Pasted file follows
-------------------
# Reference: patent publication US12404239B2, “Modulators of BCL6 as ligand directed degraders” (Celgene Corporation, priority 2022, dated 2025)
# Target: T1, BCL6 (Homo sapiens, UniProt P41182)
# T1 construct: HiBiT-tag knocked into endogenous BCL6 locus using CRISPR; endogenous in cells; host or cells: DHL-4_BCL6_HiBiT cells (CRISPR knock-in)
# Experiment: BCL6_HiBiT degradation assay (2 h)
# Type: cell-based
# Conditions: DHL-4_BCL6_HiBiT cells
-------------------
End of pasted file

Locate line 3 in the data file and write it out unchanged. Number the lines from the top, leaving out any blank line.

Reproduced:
# T1 construct: HiBiT-tag knocked into endogenous BCL6 locus using CRISPR; endogenous in cells; host or cells: DHL-4_BCL6_HiBiT cells (CRISPR knock-in)